Easy Ways to Live Below Your Means & Lower Your Cost of Living in 2023 | Frugal Living Tips

Easy Ways to Live Below Your Means & Lower Your Cost of Living in 2023 | Frugal Living Tips

The cost of living seems to rise yearly – housing, groceries, gas prices, and more keep rising. This makes it increasingly difficult for many people to make ends meet and manage their finances. Inflation and economic conditions mean dollars don’t stretch as far as they used to.

However, there are many practical and creative ways to combat the rising prices that constrict your budget and lifestyle. With some effort, deliberate thinking, and discipline, you can find ways to reduce your spending and overall cost of living even in these inflationary times. The key is to live below your means – to spend less than you earn. This may require sacrifices, but it can be done without drastically reducing your quality of life.

This blog post will provide you with various easy tips for spending and consuming less to lower your cost of living. With wisdom and intelligent strategies, you can beat inflation. We will review fundamental strategies like evaluating your needs versus wants, creating and following a realistic budget, meal planning, and cooking at home. You’ll also learn ways to reduce bills, transportation costs, etc.

1. Evaluate Needs vs Wants

Take an honest look at your daily spending. What are your real needs vs wants? For example, grocery shopping for healthy meals is a need. But grabbing takeout coffee drinks daily is a want. Cut down on those excess wants.

2. Create and Follow a Realistic Budget

Track your income and expenses. Make a detailed budget allocating money for housing, utilities, groceries, and transportation. Budget discretionary funds for dining, entertainment, hobbies – moderate wants. Use budgeting apps to help implement and follow your personalized budget.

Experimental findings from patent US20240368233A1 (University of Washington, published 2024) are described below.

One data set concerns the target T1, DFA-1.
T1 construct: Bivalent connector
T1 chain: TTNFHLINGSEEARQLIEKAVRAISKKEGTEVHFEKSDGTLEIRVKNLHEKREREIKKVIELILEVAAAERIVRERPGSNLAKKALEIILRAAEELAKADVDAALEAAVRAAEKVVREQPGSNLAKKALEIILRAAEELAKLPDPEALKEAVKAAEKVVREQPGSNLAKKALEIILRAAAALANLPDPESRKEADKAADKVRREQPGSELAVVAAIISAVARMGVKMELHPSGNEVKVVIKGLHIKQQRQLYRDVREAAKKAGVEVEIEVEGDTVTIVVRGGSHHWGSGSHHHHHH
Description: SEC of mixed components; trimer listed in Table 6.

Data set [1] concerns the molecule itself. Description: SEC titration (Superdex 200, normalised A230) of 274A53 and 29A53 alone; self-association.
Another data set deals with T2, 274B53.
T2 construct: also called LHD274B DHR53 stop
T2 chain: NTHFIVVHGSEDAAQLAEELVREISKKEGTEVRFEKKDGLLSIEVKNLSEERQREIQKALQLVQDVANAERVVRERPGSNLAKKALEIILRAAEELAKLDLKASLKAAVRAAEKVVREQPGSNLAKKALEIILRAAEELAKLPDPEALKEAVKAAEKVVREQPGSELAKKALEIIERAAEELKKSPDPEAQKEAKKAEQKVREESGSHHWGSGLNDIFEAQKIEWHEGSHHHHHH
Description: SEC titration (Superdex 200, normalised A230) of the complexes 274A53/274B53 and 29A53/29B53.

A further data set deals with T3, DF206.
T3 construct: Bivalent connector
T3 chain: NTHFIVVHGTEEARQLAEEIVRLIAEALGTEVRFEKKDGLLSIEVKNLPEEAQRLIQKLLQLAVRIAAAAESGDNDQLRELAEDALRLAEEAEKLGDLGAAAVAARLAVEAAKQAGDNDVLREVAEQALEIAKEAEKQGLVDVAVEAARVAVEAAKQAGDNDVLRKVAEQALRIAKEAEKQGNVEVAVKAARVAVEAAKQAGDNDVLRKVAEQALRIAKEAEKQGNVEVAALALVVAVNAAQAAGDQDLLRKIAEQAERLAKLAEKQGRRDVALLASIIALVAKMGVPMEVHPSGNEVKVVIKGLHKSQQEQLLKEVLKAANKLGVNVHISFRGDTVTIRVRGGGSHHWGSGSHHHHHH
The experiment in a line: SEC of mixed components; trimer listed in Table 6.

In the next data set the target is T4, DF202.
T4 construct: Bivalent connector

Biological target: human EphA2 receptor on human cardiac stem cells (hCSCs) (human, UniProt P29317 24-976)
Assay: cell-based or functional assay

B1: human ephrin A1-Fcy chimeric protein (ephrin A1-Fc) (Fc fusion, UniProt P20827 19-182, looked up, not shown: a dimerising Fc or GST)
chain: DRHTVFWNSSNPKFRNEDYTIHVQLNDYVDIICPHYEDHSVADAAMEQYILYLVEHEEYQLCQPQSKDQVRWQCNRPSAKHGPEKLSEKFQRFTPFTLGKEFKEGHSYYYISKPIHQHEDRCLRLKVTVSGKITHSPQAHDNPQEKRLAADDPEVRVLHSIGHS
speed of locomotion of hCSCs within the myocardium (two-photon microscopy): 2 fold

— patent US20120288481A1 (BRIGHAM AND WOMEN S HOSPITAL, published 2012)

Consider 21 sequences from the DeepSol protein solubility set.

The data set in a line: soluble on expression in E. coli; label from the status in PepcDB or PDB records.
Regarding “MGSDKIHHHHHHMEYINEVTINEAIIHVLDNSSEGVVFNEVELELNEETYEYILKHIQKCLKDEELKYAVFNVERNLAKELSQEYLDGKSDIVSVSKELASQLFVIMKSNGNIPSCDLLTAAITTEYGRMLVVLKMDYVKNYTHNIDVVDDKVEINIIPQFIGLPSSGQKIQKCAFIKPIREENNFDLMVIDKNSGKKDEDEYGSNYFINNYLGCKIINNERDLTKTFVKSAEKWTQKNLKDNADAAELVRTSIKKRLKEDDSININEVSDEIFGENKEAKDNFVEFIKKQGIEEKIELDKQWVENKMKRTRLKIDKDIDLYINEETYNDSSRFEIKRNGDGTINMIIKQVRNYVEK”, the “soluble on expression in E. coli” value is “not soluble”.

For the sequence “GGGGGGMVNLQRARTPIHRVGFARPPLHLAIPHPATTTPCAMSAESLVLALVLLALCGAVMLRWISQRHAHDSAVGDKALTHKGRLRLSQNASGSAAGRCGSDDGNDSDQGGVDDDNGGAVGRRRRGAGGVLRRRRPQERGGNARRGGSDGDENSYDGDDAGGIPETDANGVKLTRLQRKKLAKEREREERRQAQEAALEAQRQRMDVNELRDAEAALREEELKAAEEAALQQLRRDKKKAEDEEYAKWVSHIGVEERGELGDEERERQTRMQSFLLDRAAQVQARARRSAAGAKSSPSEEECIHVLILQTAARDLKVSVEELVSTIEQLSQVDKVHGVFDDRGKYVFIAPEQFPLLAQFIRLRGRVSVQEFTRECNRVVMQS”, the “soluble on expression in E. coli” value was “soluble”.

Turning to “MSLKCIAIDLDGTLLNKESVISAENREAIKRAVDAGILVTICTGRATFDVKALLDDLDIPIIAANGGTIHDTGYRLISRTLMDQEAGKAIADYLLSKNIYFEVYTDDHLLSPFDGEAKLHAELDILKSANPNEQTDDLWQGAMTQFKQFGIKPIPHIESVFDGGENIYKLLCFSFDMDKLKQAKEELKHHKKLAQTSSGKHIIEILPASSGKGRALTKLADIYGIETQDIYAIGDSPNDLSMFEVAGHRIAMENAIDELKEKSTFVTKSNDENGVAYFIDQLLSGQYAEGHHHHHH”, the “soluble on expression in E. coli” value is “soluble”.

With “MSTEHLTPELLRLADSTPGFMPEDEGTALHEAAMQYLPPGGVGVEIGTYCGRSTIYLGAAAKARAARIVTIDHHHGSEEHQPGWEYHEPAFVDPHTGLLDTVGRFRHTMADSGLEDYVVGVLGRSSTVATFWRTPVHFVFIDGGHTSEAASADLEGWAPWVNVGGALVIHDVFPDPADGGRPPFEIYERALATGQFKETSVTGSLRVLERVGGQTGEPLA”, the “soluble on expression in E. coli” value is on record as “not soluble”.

3. Meal Plan and Cook at Home

Eating out is expensive. Meal prep and bring your lunch to work. Search online for recipes that use inexpensive ingredients. Make big batches of soups or casseroles on weekends, portioning them out for quick weekly meals.

4. Limit Grocery and Household Purchases

Make a detailed grocery list before shopping and avoid impulse buys. Purchase generic brands instead of name brands – they often taste the same. Use coupons from websites and apps. Buy household goods like paper towels in bulk when they are on sale.

5. Decrease Monthly Bills

Call your service providers like cable, internet, and cell phone companies. Be polite but negotiate for lower rates. Cut out any subscriptions and memberships you don’t use to save money.

6. Use Public Transit, Carpool, or Walk

Driving often means expenses like car payments, insurance, gas, and parking. Take public transportation like buses or subways if convenient for your commute. Start a carpool with co-workers and alternate driving. For nearby errands, walk or bike rather than drive.

7. Rent Out Extra Space

Do you have an extra room, parking space, or storage area? Renting them out earns you added income. List your parking spot or storage on apps like JustPark or Neighbor. Rent out a room via Airbnb or take in a long-term roommate.